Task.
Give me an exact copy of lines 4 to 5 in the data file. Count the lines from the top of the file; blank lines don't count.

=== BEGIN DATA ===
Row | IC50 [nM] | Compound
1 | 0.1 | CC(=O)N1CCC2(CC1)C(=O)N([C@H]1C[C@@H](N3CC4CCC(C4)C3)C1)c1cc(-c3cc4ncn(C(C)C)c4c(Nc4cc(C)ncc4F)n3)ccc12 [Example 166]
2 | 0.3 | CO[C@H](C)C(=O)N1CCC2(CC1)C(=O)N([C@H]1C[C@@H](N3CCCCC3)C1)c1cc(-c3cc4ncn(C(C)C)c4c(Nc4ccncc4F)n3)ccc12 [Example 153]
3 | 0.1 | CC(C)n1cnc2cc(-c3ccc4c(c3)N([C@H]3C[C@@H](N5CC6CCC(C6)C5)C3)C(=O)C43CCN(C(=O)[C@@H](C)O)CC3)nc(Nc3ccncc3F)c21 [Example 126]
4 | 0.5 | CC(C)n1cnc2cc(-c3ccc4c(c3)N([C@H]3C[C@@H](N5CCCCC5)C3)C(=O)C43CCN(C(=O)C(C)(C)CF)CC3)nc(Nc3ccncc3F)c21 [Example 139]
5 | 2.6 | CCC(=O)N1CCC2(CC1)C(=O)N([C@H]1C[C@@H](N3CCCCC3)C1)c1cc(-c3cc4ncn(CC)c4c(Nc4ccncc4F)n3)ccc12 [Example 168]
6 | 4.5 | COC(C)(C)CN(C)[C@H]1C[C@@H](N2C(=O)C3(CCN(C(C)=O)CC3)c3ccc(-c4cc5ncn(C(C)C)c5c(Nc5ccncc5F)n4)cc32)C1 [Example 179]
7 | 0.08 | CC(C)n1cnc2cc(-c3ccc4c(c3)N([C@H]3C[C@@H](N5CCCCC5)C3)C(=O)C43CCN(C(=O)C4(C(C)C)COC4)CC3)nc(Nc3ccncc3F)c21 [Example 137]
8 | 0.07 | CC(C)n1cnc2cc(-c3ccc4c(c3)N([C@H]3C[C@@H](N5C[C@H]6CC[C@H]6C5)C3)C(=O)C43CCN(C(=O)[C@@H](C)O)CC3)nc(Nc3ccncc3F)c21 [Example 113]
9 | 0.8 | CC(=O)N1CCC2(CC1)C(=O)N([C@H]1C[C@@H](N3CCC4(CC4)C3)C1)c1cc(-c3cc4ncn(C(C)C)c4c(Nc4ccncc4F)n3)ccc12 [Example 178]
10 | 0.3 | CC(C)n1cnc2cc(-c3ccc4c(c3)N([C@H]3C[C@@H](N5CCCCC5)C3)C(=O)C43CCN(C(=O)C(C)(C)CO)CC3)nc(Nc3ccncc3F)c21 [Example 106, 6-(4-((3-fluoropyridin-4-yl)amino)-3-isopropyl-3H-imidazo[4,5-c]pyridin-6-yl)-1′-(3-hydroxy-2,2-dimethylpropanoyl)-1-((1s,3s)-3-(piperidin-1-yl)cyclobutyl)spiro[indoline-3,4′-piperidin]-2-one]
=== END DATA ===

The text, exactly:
3 | 0.1 | CC(C)n1cnc2cc(-c3ccc4c(c3)N([C@H]3C[C@@H](N5CC6CCC(C6)C5)C3)C(=O)C43CCN(C(=O)[C@@H](C)O)CC3)nc(Nc3ccncc3F)c21 [Example 126]
4 | 0.5 | CC(C)n1cnc2cc(-c3ccc4c(c3)N([C@H]3C[C@@H](N5CCCCC5)C3)C(=O)C43CCN(C(=O)C(C)(C)CF)CC3)nc(Nc3ccncc3F)c21 [Example 139]